Heat in the place

Two children buy sno-cones on Friday from a vendor along Upper Frederick Street, Port of Spain as they try to beat the swealtering heat.  - Jeff Mayers
Two children buy sno-cones on Friday from a vendor along Upper Frederick Street, Port of Spain as they try to beat the swealtering heat. - Jeff Mayers

Whenever Trinis talk about heat, it’s usually a metaphor for party enthusiasm or confrontation.

Over the last week and, according to the Meteorological Service, over the next fortnight, TT will be experiencing environmental heat as temperatures of near or greater than 34 degrees Celsius are expected in Trinidad and only a few degrees less than that in Tobago.

That's led to a rare yellow-level hot spell alert from the service, warning of sustained hot weather and the potential for danger.

When there is a minimal wind or breezes, temperatures may range higher, to as much as 44 degrees Celsius, particularly between 10 am to 4 pm.

The normal human body temperature is 37 degrees Celsius. When the ambient temperature approaches or exceeds that, the body is forced to sweat to cool itself. In the humid conditions typical of the tropics, nature's cooling may not work well leading to biological overheating.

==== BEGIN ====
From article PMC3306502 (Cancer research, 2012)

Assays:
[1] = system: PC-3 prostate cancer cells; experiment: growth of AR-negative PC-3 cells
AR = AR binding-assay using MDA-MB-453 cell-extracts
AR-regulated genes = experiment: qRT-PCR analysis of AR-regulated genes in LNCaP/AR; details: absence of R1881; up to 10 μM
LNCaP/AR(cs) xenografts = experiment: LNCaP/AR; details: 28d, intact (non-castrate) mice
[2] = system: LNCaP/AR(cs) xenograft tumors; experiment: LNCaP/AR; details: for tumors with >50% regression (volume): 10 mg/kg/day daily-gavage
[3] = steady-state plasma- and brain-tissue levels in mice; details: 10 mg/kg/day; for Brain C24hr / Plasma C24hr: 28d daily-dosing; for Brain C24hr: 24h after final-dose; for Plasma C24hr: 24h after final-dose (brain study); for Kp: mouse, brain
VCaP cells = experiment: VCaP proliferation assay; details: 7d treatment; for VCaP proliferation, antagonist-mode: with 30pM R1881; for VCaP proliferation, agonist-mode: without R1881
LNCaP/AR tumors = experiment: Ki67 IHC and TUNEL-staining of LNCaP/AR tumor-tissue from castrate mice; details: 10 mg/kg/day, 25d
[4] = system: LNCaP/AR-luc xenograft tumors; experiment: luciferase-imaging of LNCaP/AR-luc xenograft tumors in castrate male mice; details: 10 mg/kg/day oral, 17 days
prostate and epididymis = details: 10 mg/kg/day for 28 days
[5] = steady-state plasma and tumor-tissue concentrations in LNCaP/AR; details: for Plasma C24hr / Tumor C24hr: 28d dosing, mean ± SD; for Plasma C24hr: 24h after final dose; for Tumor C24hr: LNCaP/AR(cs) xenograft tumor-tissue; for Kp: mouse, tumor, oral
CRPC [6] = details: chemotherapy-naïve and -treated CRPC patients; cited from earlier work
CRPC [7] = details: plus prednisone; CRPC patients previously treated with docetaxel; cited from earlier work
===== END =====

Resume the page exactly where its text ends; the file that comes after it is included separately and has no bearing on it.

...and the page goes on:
The Secondary Schools Football League (SSFL) set an excellent example in acknowledging the risks of outdoor football competition during a heatwave by instituting two water breaks in every match along with the expected halftime pause on activity. The SSFL is following FIFA guidelines for football in these environmental conditions, but it's an important signal to the rest of TT not to be cavalier about the hot spell warnings.

The Meteorological Service's advisory is about a hot spell that goes well beyond "a little hot sun," to represent a real threat to very young children, sick adults and the elderly.

The Ministry of Health has issued its own list of precautionary measures, which include eating more fruits and drinking at least eight to ten glasses of water daily. Anyone working outdoors should consider using sunscreen and appropriate head protection. Caregivers and families of the elderly should be particularly alert to the possibility of rising temperatures and poor airflow even inside a home and ensure that the elderly and infirm are safe, particularly if they are unable to take steps to manage themselves.

It isn't good enough for the Education Minister to consider the problem managed by existing measures in the school system to deal with heat in the classroom. These are exceptional circumstances which are likely to recur given global climate change. While air-conditioning schools is an understandably gradual process, teachers, parents and guardians would be heartened to hear from the Education Ministry about plans to address classrooms that might have been borderline in the past that have become unbearable in the current hot spell.

The worst possible reaction to these warnings, particularly at the level of governance, is underestimating the problems likely to arise because "we are in a tropical country and it's been hot."


"Heat in the place"

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